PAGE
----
There are not enough teacher training places for students who are suitably qualified, according to the head of St Mary’s University College.
The Belfast college had already accepted offers from students before the executive’s U-turn on how A-level results would be awarded.
Students who initially missed out on places may now meet the entry criteria.
Professor Peter Finn fears the college may now be held responsible for “unfair admissions outcomes”.
Prof Finn has called on the Department for Education to adjust this year’s intake figures to ensure all students with the accepted grades are given places.
AS and A-level results issued last Thursday were initially based upon teachers’ predictions and then standardised through the use of an algorithm.
More than a third of those estimated grades allocated by teachers were lowered in the final results by the examination body CCEA.
On Monday, Education Minister Peter Weir said A-level pupils would be now awarded the highest grade obtained either through teacher prediction or awarded officially.
Grades are expected to rise as a result of the change, meaning a larger number of students will meet the university’s criteria than in other years.
- Universities facing ‘crazy demand’ from students
- Queen’s seeks ‘urgent clarity’ over A-level U-turn
Prof Finn said in light of that decision, St Mary’s has suspended making further offers until the revised grades awarded to students become available.
The teacher training college in west Belfast admits about 145 new undergraduates onto its Bachelor of Education programmes every year.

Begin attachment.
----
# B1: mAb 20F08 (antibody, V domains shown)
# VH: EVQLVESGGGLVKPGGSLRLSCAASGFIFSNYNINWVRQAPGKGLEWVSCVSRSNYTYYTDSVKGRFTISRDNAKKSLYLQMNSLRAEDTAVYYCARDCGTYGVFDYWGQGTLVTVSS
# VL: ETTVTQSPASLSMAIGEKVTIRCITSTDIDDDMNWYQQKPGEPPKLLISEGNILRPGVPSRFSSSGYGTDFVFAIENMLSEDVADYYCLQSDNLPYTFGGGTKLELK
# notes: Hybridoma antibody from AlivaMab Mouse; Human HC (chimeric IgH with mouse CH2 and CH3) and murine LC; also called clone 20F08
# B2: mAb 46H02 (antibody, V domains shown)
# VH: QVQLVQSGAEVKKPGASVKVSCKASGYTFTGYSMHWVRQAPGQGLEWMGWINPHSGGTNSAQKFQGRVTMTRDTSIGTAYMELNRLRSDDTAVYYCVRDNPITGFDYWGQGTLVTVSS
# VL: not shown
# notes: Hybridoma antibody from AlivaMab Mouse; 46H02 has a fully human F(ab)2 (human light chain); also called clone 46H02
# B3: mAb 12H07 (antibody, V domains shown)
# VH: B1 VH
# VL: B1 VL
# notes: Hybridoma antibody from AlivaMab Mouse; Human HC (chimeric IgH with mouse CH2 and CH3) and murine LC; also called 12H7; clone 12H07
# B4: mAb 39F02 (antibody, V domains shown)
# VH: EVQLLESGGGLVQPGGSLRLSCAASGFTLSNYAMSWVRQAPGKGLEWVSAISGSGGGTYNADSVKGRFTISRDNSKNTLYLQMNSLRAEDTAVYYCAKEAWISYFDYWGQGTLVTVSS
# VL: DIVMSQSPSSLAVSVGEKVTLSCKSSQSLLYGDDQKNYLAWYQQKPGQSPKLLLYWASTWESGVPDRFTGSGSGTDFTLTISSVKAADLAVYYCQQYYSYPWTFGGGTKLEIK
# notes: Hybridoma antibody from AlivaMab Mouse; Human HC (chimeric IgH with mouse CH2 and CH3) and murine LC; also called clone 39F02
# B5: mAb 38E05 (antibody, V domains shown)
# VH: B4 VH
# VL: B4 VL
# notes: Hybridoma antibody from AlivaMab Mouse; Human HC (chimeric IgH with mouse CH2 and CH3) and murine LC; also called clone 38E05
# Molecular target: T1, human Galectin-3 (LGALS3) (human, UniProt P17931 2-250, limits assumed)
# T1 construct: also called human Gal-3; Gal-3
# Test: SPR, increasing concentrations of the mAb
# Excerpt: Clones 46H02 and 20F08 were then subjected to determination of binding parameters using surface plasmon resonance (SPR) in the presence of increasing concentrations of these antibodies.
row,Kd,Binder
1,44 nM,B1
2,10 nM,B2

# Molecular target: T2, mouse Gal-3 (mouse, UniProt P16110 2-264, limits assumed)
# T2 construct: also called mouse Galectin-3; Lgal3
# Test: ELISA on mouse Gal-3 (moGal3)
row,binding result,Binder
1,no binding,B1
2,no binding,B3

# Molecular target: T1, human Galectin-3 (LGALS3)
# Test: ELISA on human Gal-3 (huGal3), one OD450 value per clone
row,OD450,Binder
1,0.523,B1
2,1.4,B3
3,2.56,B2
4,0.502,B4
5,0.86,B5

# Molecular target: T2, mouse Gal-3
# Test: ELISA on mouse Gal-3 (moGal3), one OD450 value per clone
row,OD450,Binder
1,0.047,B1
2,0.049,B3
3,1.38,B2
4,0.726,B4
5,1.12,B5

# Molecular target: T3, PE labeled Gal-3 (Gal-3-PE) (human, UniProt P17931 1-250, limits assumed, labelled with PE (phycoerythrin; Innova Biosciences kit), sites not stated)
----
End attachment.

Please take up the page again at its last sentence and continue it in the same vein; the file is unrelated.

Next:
The college said demand for places on the degree programmes is high.
The Stormont Executive controls the number of undergraduate places available at local universities for students from Northern Ireland.
The Department for the Economy then sets a maximum aggregate student numbers (MaSN) cap based on financial calculations.
On Tuesday, Queen’s University Belfast warned it may need between 500 to 1,000 extra places to admit all affected students, at a cost of about £4,000 per student.
Ulster University said it still had university places available.
Professor Peter Finn said if no change was made to the university’s cap, St Mary’s could expect numerous appeals and high levels of disappointment.
In a statement the Economy Department, he said: “In that scenario we envisage a situation where St Mary’s will be held responsible for unfair admissions outcomes as a result of decisions beyond its control.
“Relationships with students, their families and schools will be damaged and unsuccessful applicants will suffer distress.”
If the current cap on places at St Mary’s remains, they will offer places which will be deferred until next year.
Course capacity at Stranmillis College – Northern Ireland’s other teaching training college – for 2020/21 is not yet known.
An official at the Economy Department told the Economy Committee revised grades would be with the Universities and Colleges Admissions Service (Ucas) on Thursday.